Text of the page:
1. Set a port on the on the main router as VLAN 10. Connect this to the remote router.
    2. Set the internet port on the main router as a trunk.
    3. Set all the remote router ports as VLAN 10.

    All traffic from the remote office will only go to the internet port on the main router, not the rest of the office.

    cheers, Paul

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    Thanks to all who responded. I'm sorry that I'm not very experienced in setting up networks. It's not clear to me what a subnet is so I suspect it's not present. All I did was plug the cables in.

    I can say, however, that when I select "View Workgroup Computers" (on XP) on a PC at the remote site, no PC from the main site appears, so it's not clear to me how the common workgroup name could be the problem (I AM using workgroups, not domains). Similarly, even when I type the network address (for the main office PC's) in the browser bar at the remote site, the PC at the remote site doesn't find the main office PC's. Is there some other way to make or find a connection from the remote PC to the office PC's?

    I'm also hazy about static IP's, although I suspect this is the case for the networked printers, but I'm not sure how to tell. To set up these printers, all I did was run a utility provided by Canon and everything worked after that.

    In any event, the question that remains for me is how does the PC at the remote site access the home office printers, but cannot apparently even see the home office PC's.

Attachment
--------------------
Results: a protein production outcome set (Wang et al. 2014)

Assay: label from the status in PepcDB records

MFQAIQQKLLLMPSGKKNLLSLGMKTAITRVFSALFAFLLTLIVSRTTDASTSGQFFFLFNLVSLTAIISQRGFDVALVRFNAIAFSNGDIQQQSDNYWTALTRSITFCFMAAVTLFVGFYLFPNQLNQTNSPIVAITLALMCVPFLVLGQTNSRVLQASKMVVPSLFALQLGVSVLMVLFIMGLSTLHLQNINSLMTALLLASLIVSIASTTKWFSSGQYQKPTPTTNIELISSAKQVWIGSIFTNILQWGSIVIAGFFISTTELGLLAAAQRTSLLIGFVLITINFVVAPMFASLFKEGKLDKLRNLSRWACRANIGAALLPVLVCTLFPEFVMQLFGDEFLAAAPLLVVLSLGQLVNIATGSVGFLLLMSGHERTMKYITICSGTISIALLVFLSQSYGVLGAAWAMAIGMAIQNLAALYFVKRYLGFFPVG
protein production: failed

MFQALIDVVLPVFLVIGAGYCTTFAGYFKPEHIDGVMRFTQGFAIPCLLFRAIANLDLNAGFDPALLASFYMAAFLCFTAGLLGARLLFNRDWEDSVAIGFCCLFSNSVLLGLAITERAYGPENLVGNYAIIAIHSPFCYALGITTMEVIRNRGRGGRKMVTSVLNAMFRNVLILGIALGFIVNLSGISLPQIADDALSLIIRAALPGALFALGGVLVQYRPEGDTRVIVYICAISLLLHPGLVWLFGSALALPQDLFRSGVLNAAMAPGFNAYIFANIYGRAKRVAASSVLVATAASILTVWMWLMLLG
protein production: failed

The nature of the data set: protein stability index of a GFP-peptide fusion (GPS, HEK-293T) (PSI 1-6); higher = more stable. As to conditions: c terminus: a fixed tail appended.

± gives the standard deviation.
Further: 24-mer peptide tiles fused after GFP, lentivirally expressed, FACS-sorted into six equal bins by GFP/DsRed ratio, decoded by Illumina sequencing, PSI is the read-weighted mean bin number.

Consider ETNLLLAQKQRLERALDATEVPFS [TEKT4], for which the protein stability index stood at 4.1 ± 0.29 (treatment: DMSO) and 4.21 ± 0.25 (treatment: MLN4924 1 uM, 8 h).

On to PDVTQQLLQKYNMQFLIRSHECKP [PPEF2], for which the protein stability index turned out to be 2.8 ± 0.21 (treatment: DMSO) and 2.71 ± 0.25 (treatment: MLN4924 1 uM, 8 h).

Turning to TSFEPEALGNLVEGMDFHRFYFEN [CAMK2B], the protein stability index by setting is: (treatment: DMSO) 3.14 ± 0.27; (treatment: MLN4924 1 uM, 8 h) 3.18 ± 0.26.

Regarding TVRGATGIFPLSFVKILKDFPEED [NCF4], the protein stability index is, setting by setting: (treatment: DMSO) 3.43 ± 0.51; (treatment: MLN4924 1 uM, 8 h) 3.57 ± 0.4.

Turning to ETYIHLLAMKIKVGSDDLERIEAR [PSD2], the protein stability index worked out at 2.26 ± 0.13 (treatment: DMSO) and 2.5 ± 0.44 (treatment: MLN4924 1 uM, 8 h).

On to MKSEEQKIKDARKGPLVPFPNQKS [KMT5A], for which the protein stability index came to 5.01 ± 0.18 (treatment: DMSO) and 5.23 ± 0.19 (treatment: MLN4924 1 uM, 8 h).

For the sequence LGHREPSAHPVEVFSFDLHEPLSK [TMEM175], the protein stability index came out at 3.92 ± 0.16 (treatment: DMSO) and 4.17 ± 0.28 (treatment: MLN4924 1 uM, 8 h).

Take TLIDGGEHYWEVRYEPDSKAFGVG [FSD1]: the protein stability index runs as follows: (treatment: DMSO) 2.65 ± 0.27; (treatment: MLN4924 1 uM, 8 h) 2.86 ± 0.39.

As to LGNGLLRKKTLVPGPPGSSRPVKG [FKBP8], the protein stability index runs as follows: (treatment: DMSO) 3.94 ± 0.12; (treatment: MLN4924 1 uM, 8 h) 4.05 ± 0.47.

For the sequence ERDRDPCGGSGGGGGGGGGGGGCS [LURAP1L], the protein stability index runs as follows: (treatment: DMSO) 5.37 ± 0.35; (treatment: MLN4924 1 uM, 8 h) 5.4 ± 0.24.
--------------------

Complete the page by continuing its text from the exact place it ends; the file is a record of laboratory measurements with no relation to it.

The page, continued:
Thanks for any further thoughts and suggestions.

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    The explanation is rather long - I'll type it up if you like, but it'll take a day or two.
    The bottom line is the main office is not advertising at the remote site because you have two routers, but the networks are still linked and can see each other.

    cheers, Paul

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    THanks, Paul, for your comments. I really would like to understand what's going on, so if you have time to explain it in the next few days, that would be great. If there is some simple tutorial I can look at, I would be glad to do that too.

    Thanks again.

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    The following is a way to do it using only residential equipment. This will result in the networks being double NATed which will break some advanced internet use such as Port forwards to the internal network and VPN tunnels. All normal internet browsing and email should work with this.

    You will need three routers.


    Internet modem
    v
    v
    Router 1
    v . . . . . . v
    v . . . . . . v
    Rtr 2. . . . Rtr 3
    v . . . . . . . v
    v . . . . . . . v
    Your. . . . . Their
    network . . network


    The WAN (or internet) port on router 1 connects to the modem, The WAN ports of routers 2 and 3 connect to the LAN ports on router 1. I would set the internal (LAN) network address on Router 1 to 10.0.0.1

    I would set the external IP address on router 2 as 10.0.0.2 and the LAN address to the current gateway address you are using on your network.